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Question asked 2017-02-02 09:43:44 ...
Most recent comment 2017-02-02 17:29:00
I understand that there may be a temporary yellowing of a fresh paint film, if it is stored in the dark, which is reversible with the application of sunlight, and there is a more long term, permanent yellowing that occurs over decades, if not centuries.____Isn't this long term yellowing due more to the aging of damar, copal, or other or other varnishes used in or on the top of the paint layer than to the drying oil used in the paint layer?_____Thanks for your thoughts.___Richard
Answers and Comments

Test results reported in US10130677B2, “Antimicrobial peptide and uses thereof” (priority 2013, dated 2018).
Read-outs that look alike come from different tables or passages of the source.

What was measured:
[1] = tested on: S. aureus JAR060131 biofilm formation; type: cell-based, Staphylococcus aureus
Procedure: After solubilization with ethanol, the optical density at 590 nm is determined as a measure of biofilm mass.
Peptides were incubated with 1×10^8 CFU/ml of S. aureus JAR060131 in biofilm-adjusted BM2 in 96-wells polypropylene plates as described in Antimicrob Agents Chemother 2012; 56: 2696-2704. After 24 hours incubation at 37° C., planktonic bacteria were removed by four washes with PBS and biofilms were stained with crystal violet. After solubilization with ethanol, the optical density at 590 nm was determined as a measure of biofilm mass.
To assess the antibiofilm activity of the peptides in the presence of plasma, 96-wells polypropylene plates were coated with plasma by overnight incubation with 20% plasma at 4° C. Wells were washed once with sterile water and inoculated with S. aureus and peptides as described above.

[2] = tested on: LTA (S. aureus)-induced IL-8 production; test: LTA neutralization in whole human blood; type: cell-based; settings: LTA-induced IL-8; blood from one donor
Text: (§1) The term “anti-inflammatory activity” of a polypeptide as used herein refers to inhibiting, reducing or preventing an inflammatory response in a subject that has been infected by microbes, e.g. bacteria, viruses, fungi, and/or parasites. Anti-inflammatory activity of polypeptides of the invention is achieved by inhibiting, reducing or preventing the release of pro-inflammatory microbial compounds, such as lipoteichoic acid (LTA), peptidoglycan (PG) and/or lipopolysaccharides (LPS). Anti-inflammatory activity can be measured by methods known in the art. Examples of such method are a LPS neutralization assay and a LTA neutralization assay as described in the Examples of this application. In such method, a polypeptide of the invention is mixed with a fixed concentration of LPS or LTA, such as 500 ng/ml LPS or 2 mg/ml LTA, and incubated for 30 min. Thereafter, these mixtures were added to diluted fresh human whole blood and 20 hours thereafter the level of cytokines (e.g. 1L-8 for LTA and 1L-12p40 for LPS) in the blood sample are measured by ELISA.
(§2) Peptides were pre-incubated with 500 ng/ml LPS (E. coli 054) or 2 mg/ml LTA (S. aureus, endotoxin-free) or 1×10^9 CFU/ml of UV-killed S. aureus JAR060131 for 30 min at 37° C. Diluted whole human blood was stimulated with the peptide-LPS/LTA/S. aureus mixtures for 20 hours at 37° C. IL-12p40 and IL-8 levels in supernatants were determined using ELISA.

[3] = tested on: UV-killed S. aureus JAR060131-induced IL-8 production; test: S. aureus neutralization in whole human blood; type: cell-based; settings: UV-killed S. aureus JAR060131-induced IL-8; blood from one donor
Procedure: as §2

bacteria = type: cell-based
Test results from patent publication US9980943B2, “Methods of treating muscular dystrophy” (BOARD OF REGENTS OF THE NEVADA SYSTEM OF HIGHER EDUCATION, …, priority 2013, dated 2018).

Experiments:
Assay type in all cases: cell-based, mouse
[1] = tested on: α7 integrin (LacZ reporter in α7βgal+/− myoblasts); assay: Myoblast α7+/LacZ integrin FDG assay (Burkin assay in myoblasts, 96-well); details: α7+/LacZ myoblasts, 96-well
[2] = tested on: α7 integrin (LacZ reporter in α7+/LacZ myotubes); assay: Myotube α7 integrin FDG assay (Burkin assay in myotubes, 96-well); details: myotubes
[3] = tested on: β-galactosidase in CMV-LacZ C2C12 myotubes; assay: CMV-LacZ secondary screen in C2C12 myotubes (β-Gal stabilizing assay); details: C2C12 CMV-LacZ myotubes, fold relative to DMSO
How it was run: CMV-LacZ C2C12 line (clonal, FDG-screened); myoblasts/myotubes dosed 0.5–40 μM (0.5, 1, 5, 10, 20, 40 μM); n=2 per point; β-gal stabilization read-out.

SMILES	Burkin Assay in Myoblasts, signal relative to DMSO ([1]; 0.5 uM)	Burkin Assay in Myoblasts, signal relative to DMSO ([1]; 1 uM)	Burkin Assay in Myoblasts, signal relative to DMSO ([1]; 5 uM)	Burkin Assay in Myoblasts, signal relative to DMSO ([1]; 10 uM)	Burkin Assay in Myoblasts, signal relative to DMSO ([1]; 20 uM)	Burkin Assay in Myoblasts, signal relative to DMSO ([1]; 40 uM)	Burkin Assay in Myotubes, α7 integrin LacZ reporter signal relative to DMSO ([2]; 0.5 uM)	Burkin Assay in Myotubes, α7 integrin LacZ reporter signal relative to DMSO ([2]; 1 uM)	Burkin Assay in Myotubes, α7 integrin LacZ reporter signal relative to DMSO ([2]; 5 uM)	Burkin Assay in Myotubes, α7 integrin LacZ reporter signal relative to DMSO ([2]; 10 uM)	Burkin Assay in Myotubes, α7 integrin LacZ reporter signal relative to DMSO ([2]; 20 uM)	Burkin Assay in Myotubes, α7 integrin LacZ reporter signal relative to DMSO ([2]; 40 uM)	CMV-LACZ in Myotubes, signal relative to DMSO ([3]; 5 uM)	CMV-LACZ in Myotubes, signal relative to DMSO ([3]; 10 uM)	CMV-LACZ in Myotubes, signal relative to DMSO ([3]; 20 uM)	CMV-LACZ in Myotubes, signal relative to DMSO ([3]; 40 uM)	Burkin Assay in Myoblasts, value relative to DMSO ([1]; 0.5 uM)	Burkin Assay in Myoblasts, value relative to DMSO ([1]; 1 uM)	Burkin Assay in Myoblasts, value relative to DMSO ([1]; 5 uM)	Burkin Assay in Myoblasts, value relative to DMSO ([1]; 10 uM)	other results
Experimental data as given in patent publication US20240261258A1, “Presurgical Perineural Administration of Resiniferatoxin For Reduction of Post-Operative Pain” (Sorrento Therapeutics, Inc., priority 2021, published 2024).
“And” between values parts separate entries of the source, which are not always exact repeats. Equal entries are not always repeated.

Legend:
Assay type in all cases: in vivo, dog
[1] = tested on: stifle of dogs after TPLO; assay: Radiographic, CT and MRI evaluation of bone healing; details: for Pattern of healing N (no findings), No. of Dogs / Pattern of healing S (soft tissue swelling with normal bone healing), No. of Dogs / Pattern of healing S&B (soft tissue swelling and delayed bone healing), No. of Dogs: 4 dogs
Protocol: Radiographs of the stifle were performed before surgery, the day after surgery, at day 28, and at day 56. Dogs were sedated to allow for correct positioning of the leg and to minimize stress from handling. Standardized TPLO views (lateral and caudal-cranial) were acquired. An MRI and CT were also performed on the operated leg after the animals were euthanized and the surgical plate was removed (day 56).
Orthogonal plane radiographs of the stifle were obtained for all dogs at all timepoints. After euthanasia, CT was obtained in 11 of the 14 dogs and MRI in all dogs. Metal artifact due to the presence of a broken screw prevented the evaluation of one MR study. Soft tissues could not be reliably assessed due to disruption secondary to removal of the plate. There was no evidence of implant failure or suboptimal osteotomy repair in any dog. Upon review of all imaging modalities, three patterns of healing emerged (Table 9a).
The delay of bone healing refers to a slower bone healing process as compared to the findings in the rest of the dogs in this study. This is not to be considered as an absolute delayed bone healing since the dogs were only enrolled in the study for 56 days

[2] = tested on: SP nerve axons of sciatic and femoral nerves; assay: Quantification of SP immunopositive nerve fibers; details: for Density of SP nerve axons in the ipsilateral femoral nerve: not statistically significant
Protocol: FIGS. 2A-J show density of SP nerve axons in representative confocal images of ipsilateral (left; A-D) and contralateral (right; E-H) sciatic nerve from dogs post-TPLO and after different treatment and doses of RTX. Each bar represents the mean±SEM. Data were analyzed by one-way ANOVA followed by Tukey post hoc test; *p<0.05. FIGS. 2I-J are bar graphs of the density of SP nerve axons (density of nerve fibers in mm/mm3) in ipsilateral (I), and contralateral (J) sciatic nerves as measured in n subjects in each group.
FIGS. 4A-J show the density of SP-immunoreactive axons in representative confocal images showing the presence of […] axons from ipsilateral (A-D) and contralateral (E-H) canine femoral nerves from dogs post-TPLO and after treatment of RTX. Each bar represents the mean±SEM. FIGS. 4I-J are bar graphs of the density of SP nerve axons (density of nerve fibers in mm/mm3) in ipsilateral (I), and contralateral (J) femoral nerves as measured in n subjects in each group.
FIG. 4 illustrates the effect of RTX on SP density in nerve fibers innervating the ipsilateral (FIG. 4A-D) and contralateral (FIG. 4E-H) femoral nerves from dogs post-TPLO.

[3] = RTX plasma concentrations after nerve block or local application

EditDeleteModerator AnswerThe yellowing encountered in drying oils is a separate issue than yellowing encountered with soft and hard resins (obviously if you are one to add these materials into your oil paints that is another discussion entirely...). Many natural resins (and even some poor quality synthetics) will certainly yellow and/or darken with time but noticeably less than say the yellowing that can occur with oil paints. There are two reasons for this. One: the fact that pigments are present in the paint layer will certainly help to mitigate any dramatic yellowing that would otherwise occur in an unpigmented oil film. Second: the presence of fillers and/or pigments in the oil film means that there is less oil binder overall. Contrast this with the pure, unpigmented resin layer that is generally found atop the oil film. Honestly the long term, permanent yellowing in a pigmented oil film is far less pronounced when compared to the dramatic yellowing of dammar, mastic, copals, etc. If you paint using appropriate pigment to binder ratios with your oils, that is one step you can take to help mask the inevitable degree of yellowing that will occur in the future.
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